Andy Dobson's one of the lucky ones. His first alfalfa cutting only got rained on once, and he baled it as No. 2 dairy hay.

“I feel very fortunate for the way my first cutting turned out,” says Dobson, a Mud Lake, ID, commercial hay grower. “It still tested fairly well — in an RFV range of 160-173 — because I cut it early enough and it was pretty green when it got rained on. But many growers waited another 10 days and their hay got rained on several times.”

Dobson says that over 90% of first-cutting hay got rained on in his area and in most of the country. In much of the Northwest, frequent light rains were just enough to lower hay quality, but not necessarily enough to replenish the soil or irrigation supplies.

“We're having a terrible drought, but we have more rained-on hay this year than we've ever had,” says a long-time Utah hay dealer. “The two just don't go together, but that's what's happening.”

He predicts that dairy-quality hay will be difficult to find.

“I know there are going to be a lot of complaints from dairy producers about the quality of hay they're buying, no matter what state it comes from,” says the dealer. “I'm telling my customers, ‘do not anticipate the same quality, but anticipate higher prices.’”

Barb Kinnan, marketing director for the Nebraska Alfalfa Marketing Association (NAMA), weighs in: “It seems like there's never enough top-quality hay to go around, but I think it will be worse this year.”

Kinnan says she's getting a record number of calls from Minnesota and Wisconsin dairy producers. She attributes some of the increased interest to NAMA's new national advertising campaign. But she also knows that hay growers in those states weren't able to get much harvested without rain damage — not even for haylage in some cases.

Dobson and Kinnan are telling dairy producers to check their hay inventories and start shopping now for their hay needs. “Lock in supplies as soon as possible,” recommends Kinnan.

Horse owners might be scrambling, too, says Les Vough, University of Maryland extension forage specialist. “In some cases, they're going to have to settle for lower-quality hay,” he says.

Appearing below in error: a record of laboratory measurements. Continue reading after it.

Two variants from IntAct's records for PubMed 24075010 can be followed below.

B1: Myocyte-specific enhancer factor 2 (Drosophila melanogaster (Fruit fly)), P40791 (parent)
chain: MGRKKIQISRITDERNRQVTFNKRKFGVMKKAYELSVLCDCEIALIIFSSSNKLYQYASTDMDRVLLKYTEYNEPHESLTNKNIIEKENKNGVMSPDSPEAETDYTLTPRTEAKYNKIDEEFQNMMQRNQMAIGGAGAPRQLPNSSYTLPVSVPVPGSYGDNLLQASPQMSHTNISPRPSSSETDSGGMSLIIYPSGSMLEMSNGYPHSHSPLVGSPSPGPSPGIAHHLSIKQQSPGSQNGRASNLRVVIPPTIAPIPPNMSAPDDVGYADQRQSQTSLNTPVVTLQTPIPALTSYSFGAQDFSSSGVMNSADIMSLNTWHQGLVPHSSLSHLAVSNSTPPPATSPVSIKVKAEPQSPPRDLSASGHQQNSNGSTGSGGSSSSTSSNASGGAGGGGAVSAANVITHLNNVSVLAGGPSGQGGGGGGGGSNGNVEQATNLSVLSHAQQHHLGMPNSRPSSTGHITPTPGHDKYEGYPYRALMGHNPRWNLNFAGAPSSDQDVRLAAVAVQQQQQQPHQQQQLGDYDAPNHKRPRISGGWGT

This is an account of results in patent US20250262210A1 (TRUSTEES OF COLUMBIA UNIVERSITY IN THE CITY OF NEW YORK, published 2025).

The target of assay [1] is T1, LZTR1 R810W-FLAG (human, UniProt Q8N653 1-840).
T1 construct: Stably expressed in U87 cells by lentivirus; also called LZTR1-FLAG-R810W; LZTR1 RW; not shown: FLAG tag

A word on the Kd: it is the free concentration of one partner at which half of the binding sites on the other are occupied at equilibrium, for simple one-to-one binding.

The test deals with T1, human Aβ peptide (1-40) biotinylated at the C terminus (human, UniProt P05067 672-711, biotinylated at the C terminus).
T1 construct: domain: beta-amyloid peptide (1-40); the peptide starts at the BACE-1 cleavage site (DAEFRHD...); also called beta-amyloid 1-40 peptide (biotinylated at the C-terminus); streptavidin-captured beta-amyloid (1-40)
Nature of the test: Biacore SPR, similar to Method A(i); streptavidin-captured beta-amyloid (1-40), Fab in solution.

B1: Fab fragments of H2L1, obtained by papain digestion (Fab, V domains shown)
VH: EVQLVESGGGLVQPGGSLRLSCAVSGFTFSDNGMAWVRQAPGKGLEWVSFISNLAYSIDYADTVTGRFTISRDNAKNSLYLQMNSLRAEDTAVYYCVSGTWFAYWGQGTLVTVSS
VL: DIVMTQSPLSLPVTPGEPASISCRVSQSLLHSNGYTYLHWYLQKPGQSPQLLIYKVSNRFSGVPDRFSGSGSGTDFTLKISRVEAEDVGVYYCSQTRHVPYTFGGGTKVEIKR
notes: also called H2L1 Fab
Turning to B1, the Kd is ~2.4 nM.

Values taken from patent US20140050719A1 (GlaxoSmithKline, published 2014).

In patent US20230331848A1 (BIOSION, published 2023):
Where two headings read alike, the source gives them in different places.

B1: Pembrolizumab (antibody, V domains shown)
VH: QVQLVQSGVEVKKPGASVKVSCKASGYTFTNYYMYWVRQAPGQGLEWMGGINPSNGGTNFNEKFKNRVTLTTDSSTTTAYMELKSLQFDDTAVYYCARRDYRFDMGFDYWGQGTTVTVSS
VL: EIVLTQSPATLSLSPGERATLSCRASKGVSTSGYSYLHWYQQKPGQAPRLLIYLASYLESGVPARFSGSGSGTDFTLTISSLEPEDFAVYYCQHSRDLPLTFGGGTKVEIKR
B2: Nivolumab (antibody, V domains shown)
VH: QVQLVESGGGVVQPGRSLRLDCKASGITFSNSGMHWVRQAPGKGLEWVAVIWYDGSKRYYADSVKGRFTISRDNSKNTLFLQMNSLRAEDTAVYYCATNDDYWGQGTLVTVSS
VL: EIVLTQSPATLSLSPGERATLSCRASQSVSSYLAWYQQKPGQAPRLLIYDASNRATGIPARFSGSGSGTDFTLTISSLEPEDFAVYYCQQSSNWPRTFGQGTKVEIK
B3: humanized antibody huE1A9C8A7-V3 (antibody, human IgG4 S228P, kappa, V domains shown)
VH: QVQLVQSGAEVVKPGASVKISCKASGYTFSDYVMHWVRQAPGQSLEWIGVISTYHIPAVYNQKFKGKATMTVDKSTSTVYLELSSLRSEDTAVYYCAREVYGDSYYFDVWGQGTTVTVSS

Vough is also concerned about alfalfa stand damage in his state.

“It was so wet in some areas during May and June that producers tore up a lot of fields trying to get first-cutting haylage harvested. Even if those stands were not destroyed, alfalfa in the wheel tracks was yellow for several weeks and slow to recover due to soil compaction.”

Water-logged stands are the last thing growers in New Mexico have to worry about, reports Doug Whitney, president of the New Mexico Hay Association.

“The state is still suffering the consequences of an on-going three-year drought,” says Whitney, a commercial hay grower and custom harvester. “In areas where growers rely on surface water for irrigation, rationing continues.”

The Elephant Butte Reservoir, which holds water for many south-central New Mexico growers, is only at 19% of its normal capacity, Whitney reports.

“Farmers have been drilling wells in an attempt to keep their crops alive, but little relief is in sight. Water levels upstream in the Rio Grande are at bare minimums, so there's no reserve to fall back on.”

Before April, the 16-month rainfall total in his area — the southeastern corner of New Mexico — was only 2”.

“Growers here were fortunate to get 6” of rain this spring, which gave the basins some much-needed relief,” says Whitney. “That gave us a leg up on a very bad situation.”